Tools Won't Fix All

Article Published in Business Travel Monthly - September 2003

 

SELF-BOOKING TOOLS USED by corporate travellers come in many packages these days. By definition, self-booking implies that the traveller books his or her own travel itinerary, in lieu of having a traditional travel agent book the trip.


Self-booking tools range from directly accessed, but uncontrolled from a corporate perspective, Internet tools like Zuji, Expedia, Travelocity and Orbitz to airline direct sites such as virgin-blue. com.au, qantas.com.au and airnz.com; from travel management company offerings and the GDS tools like GetThere.com, e-travel.com, GalileoTravel.com and TripManager.com to proprietary tools offered by TIAS and Navitaire. And there are others.


TMCs would have the corporate travel manager believe that self-booking tools are the panacea in today's travel world. In fact, such tools in enhanced forms most certainly represent the future of travel booking – five to seven years in the future. But today, the economic value of self-booking lies more in the corporate travel manager's ability to control travel policy, support given to travel policy enforcement by senior management, and the corporate travel buying culture.


The traditional travel distribution model is changing. Today's self-booking tools are one of the early product offerings of newer "technology" agency solutions. But there are no full-service technology-based agencies in exis-tence yet – none capable of serving corporate travel needs.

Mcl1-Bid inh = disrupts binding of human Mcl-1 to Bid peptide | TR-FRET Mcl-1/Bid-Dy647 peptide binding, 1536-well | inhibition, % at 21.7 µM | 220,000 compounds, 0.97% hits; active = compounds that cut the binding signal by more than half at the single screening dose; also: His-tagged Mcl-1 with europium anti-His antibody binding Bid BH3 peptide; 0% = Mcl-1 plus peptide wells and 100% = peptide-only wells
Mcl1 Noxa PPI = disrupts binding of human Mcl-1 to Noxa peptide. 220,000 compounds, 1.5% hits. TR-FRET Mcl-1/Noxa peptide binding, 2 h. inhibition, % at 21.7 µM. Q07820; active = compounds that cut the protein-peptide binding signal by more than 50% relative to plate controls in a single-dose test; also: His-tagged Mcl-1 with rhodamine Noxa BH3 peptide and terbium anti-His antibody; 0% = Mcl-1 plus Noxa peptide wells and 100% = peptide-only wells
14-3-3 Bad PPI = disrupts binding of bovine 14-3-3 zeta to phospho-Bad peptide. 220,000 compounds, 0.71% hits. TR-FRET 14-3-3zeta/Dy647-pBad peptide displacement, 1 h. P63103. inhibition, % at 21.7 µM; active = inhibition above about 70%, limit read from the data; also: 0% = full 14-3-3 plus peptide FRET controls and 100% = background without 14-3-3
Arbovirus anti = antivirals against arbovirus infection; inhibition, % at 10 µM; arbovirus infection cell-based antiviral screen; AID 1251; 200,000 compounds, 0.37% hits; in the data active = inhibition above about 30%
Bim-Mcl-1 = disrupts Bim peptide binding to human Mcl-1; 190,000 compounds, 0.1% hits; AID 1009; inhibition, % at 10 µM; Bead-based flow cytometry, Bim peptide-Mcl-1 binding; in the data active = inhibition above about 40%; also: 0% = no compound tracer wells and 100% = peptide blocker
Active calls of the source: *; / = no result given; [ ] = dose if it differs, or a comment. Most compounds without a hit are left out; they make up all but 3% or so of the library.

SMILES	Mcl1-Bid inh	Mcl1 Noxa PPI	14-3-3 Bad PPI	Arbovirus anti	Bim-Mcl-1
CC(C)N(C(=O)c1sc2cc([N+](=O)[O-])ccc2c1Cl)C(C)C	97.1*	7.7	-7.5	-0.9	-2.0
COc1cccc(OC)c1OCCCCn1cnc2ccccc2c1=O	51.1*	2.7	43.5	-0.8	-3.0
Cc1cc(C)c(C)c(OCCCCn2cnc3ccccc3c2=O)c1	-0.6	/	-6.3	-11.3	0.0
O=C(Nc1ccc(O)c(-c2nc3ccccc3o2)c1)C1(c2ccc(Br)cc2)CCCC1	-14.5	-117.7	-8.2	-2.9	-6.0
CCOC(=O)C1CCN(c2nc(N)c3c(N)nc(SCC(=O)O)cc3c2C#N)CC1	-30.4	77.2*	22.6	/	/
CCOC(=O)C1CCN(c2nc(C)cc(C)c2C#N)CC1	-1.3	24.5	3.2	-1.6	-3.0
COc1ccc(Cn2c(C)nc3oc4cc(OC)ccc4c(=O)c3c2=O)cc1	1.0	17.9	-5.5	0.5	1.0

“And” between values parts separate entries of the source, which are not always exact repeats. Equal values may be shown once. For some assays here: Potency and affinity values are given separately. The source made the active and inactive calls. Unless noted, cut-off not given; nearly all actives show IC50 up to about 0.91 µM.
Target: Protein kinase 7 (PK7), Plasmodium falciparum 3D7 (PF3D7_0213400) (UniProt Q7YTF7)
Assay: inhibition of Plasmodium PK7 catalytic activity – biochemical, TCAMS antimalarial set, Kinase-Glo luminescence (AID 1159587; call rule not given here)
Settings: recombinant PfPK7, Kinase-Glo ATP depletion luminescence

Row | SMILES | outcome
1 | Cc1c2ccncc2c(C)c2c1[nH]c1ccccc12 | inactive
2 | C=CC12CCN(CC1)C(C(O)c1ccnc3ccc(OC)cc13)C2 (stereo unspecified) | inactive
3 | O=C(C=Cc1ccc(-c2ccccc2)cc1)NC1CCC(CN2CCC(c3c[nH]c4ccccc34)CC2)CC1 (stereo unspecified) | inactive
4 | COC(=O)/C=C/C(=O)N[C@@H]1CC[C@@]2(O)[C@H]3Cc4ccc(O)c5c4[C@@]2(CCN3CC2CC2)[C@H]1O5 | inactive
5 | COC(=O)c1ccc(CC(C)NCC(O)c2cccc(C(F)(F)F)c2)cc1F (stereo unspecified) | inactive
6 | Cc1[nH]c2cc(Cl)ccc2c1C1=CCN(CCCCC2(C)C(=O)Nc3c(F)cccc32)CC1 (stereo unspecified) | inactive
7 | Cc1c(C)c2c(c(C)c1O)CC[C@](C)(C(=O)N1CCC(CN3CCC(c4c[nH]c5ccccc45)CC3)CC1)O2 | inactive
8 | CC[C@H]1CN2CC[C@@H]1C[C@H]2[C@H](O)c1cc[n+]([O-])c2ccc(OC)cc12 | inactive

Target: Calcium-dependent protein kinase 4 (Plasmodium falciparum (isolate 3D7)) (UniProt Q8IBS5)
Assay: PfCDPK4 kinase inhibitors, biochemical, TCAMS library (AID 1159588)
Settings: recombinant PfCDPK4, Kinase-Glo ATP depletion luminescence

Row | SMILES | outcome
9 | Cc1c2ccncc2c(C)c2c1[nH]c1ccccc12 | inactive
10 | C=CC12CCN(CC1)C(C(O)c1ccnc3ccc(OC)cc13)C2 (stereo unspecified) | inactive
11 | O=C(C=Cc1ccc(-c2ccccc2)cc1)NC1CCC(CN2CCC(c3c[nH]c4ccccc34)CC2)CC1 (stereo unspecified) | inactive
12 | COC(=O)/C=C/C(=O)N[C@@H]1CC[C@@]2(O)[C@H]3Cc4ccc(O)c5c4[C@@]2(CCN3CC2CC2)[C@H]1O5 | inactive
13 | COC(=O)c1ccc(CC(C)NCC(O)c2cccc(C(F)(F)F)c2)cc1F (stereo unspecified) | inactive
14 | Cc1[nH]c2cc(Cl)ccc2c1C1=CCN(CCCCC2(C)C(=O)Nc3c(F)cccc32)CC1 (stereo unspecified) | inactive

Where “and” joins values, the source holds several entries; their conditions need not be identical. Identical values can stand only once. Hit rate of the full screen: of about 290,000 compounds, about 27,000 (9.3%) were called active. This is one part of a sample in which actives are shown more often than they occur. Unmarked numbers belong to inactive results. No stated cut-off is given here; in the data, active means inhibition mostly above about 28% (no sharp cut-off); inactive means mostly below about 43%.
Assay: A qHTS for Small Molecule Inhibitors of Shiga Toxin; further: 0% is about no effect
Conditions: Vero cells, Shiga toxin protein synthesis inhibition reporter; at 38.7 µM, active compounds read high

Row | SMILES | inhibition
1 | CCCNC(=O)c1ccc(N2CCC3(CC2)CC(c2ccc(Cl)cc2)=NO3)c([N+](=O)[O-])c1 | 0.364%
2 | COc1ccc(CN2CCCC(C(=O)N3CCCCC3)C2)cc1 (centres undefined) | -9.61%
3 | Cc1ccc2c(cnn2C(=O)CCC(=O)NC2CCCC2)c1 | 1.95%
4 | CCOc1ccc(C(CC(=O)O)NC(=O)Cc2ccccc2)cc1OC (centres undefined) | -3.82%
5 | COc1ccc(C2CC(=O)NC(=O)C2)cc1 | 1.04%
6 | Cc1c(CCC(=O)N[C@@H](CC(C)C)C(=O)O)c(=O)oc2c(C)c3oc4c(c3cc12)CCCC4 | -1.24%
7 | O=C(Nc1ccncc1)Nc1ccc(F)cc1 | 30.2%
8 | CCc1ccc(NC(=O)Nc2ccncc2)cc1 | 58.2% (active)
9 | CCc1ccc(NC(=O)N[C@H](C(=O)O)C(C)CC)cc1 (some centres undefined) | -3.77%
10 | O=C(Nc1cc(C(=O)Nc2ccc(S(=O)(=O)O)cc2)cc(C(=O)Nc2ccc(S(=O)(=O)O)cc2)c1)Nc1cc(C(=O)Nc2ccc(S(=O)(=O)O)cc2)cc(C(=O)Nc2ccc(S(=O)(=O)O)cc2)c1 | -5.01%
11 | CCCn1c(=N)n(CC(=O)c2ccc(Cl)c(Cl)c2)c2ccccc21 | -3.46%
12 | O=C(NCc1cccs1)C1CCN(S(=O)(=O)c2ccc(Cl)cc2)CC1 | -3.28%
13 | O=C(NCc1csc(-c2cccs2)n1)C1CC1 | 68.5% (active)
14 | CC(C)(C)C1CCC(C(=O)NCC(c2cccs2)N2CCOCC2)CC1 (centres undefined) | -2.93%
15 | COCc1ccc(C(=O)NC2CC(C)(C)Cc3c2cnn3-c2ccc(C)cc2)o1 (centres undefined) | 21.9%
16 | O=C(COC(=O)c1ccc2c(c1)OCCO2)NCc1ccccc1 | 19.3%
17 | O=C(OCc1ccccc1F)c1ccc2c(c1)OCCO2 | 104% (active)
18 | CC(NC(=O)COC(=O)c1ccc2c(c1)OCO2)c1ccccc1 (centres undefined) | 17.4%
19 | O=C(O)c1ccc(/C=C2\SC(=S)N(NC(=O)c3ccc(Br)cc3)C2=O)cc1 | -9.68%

At best, self-booking tools represent various service levels of hybrid offerings – essentially "cost-shifting" opportunities for the traditional agencies; or high-speed access to tailored but limited offerings from technology agencies.


For the most part, both types of agencies are burdened to various degrees with the cost structures of the traditional distribution solution.


The core corporate-related costs of today's travel distribution system are:


1. Booking fees charged by the GDS to the airline for each transaction the GDS handles;


2. The cost to the agency of its agents' burdened-labour and related service technology tools to provide the interface between the GDS and the customer;


3. Booking level incentives derived from segment fees paid by GDSs to agencies;


4. Commissions and/or overrides (or sector discounts) paid by airlines to agencies and/or corporations for market share or sector volume levels;


5. The cost of the combined time of the buyer and/or traveller and/or their respective staff to interface with the travel agency, and/or agent and/or self-booking tool; and


6. The cost to the corporation for the agency's services on behalf of the corporation.



Corporate travel managers are often aware that these costs exist, but see them as transparent.


For example, few travel managers understand the cost per segment which the GDSs charge to each airline for each


segment created. These are not travelled segments, but segments booked. The fees vary somewhat, depending on what part of the world the booking is made in, but range roughly from US$3.75 to US$4.25 for each segment in an active PNR eight to 24 hours (depends on the airline/GDS contract) before departure, confirmed or not. These include passive, unconfirmed, changed schedules and cancelled segments, among others – in addition to the confirmed travel segments.


Thus, the average transaction cost for a two-segment travel itinerary ranges from $8.00 to $12.00; $20 to $30 for four segments. For a long-haul flight, those numbers are typically less than 10% of the revenue; but on many short-haul or domestic flights in competitive markets, segment fees can offset the revenue of some competitively priced fares! These are costs which the airline must add to commissions, over-rides, discounts or packaged pricing.